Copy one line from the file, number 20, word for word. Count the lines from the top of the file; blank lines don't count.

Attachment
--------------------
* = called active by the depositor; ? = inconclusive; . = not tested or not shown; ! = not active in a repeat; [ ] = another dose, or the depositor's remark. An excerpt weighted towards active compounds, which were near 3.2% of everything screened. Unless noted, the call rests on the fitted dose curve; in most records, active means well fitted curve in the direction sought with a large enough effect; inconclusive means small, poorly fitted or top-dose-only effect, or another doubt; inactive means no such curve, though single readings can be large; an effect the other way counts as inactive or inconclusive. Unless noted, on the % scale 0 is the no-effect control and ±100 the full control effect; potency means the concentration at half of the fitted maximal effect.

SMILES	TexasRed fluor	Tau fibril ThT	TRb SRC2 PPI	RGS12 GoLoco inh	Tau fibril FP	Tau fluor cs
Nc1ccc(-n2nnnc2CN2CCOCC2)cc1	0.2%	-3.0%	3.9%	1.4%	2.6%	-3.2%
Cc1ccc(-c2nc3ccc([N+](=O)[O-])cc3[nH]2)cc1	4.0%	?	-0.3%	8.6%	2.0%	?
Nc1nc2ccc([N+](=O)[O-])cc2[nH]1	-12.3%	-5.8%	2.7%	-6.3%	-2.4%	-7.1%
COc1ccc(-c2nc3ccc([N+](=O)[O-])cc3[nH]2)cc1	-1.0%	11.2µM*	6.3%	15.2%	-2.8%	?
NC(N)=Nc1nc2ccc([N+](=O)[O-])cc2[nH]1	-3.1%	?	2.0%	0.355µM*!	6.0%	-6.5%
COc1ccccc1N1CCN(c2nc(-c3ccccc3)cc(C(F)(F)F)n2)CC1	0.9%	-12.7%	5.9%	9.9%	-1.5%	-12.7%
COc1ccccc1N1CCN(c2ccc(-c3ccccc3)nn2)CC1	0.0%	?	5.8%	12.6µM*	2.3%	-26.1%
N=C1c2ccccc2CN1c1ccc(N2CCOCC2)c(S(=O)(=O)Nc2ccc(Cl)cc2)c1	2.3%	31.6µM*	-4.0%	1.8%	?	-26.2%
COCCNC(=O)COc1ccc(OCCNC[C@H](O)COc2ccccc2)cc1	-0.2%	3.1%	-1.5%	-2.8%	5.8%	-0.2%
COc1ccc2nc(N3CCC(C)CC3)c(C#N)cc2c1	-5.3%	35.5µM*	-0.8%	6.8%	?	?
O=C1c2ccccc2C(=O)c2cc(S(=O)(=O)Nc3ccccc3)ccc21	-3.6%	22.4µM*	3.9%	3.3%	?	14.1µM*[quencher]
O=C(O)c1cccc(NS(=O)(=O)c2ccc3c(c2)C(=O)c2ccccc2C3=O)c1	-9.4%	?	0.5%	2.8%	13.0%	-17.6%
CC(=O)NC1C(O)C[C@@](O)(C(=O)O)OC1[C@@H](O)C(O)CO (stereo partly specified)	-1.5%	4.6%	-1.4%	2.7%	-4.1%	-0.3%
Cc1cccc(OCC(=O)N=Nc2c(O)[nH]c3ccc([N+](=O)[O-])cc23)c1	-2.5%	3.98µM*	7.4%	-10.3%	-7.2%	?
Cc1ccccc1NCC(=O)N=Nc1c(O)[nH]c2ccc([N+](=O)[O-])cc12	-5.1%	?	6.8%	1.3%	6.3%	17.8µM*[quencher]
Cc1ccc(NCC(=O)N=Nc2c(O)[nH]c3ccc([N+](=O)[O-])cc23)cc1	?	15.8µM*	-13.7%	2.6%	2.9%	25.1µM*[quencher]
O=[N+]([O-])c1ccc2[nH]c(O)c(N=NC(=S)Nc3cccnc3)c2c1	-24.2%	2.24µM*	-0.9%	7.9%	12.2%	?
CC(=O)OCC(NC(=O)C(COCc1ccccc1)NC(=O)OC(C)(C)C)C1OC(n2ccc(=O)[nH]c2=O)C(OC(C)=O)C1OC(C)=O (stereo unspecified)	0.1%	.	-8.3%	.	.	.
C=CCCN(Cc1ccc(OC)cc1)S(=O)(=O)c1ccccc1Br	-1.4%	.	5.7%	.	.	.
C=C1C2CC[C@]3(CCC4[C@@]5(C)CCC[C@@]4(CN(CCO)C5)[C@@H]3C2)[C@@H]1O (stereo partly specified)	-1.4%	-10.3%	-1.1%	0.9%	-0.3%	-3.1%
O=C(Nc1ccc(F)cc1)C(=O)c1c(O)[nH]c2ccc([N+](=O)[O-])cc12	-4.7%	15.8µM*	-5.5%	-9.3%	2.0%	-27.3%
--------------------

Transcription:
CC(=O)OCC(NC(=O)C(COCc1ccccc1)NC(=O)OC(C)(C)C)C1OC(n2ccc(=O)[nH]c2=O)C(OC(C)=O)C1OC(C)=O (stereo unspecified)	0.1%	.	-8.3%	.	.	.